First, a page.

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Half-Orc Half-Halfling would be unstoppable!

Reading up on the half orc.

Apparently they're not as strong as an orc, but the thing is orcs are pretty clumsy, so they combine the strength of the orc with the nimbleness of a human. It's a winning proposition. You don't even need all that much strength if you can direct it effectively.

Nimbleness of a human though? I think we can do better than that. Suppose we combine the strength of an orc with the nimbleness of a halfling! The Orcling would be the Ultimate Physical Powerhouse.

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Comments

  • semiticgoddesssemiticgoddess Member Posts: 14,774
    I'm picturing a furry little halfling with a totally ripped green arm.

    You know, like

    azd2u711y7wj.png

    ChroniclerBalrog99
  • ElysianEchoesElysianEchoes Member Posts: 475
    Physics precludes such a coupling, I would think . . .

  • ChroniclerChronicler Member Posts: 1,330
    In all seriousness though, from what I understand with dogs the big one just has to be the mom.

    Big Dog Mom and Small Dog Dad produces offspring. Big Dog Dad and Small Dog Mom just kills the mom creating a baby that's far too large for her to carry.

    Though who's to say, maybe The Realms have some magic to help Babies of Unusual Size.

    gorgonzolaThacoBell
  • elminsterelminster Member, Developer Posts: 16,207
    edited August 2019
    *Scribbles on pad*

    (What? Nothing to see here. I'm definitely not copying this down for a future pnp campaign) :)

    But in all seriousness the only place that would be safe from these monsters would be the underdark. Which is pretty telling.

    ChroniclerBalrog99
  • KamigoroshiKamigoroshi Member Posts: 5,876
    elminster wrote: »
    But in all seriousness the only place that would be safe from these monsters would be the underdark. Which is pretty telling.
    Well... you could always switch the Orclings in exchange for the Underdark native Half-Orog / Half-Derro hybrid known as Ororro

  • elminsterelminster Member, Developer Posts: 16,207
    elminster wrote: »
    But in all seriousness the only place that would be safe from these monsters would be the underdark. Which is pretty telling.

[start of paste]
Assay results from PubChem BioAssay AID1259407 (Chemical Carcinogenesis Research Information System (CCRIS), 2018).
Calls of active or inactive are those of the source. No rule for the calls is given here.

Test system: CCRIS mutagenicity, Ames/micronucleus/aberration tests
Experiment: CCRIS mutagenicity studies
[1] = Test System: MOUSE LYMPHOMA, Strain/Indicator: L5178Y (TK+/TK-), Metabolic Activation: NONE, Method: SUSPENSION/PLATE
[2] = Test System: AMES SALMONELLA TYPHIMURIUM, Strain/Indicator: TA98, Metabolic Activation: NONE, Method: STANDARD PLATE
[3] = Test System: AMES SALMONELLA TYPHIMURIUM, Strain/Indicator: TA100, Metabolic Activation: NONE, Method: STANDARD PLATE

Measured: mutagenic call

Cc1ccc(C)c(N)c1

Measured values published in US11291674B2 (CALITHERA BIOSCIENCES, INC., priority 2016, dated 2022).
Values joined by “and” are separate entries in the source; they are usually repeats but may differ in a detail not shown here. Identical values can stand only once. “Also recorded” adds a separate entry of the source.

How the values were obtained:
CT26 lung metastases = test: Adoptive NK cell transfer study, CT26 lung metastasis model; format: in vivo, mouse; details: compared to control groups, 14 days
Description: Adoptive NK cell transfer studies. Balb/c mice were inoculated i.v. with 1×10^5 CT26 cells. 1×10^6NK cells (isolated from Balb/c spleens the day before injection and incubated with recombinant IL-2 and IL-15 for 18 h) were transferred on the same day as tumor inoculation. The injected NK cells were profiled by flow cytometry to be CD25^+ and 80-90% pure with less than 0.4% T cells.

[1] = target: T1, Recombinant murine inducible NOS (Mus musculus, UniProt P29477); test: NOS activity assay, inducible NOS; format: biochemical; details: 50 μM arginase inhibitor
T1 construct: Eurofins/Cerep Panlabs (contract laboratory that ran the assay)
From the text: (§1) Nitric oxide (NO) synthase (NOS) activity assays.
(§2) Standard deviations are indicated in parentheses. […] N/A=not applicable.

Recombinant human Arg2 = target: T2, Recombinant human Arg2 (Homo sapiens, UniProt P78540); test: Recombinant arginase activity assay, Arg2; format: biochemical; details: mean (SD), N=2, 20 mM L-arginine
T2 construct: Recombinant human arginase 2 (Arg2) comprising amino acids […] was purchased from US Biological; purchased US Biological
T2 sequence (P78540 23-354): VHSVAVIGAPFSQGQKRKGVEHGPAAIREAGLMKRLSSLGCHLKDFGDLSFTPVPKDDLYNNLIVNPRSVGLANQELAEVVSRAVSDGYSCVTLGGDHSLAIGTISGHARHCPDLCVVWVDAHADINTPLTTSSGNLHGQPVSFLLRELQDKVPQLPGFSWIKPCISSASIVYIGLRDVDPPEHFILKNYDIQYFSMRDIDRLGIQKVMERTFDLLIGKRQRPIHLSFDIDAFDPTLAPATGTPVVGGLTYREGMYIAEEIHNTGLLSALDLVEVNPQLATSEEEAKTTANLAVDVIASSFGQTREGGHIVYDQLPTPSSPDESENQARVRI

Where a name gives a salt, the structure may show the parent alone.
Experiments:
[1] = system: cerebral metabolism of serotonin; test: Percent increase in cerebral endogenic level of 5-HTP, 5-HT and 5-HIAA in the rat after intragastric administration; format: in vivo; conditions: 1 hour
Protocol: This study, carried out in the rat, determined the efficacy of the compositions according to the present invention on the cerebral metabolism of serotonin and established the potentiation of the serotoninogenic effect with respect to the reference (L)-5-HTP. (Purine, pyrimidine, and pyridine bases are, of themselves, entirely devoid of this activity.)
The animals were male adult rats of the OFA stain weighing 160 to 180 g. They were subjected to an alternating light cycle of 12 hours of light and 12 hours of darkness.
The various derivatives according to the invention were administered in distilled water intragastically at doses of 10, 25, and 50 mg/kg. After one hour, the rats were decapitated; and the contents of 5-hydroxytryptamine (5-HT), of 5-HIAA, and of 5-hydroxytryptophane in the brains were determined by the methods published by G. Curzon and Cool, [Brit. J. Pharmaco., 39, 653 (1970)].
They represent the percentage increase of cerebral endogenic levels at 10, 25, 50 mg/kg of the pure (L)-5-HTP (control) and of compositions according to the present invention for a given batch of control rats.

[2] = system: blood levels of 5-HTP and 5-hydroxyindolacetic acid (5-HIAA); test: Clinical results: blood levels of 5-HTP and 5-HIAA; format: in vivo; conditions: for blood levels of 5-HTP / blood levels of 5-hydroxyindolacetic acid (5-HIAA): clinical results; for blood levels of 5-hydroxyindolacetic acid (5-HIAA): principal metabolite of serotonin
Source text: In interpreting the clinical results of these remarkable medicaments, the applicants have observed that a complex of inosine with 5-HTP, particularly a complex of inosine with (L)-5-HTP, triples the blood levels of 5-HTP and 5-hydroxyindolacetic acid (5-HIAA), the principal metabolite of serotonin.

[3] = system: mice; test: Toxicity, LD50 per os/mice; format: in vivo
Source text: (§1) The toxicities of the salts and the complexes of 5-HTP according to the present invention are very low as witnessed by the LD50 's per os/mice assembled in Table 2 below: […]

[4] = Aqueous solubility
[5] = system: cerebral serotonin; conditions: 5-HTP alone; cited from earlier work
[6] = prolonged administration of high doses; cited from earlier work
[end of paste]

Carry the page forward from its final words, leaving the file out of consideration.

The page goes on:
Well... you could always switch the Orclings in exchange for the Underdark native Half-Orog / Half-Derro hybrid known as Ororro

    The underdark is harsh enough. Let's not give its more insane denizens any ideas :)

  • ChroniclerChronicler Member Posts: 1,330
    Why the underdark specifically if you don't mind my asking?

    elminster
  • elminsterelminster Member, Developer Posts: 16,207
    Mind flayers, beholders, drow, driders, dragons. I guess there is enough down there that could hold their brute force at bay. Although halflings have immunity to being frightened (in 5E) so they've got that going for them.

    Chronicler
  • ZaxaresZaxares Member Posts: 1,208
    elminster wrote: »
    Although halflings have immunity to being frightened (in 5E) so they've got that going for them.

    They do?? I smell kender influences from Dragonlance. XD

  • elminsterelminster Member, Developer Posts: 16,207
    Zaxares wrote: »
    elminster wrote: »
    Although halflings have immunity to being frightened (in 5E) so they've got that going for them.

    They do?? I smell kender influences from Dragonlance. XD

    Sorry my bad. They have advantage to saving throws against being frightened. So they could be frightened but just have a better chance of not being.

  • gorgonzolagorgonzola Member Posts: 3,678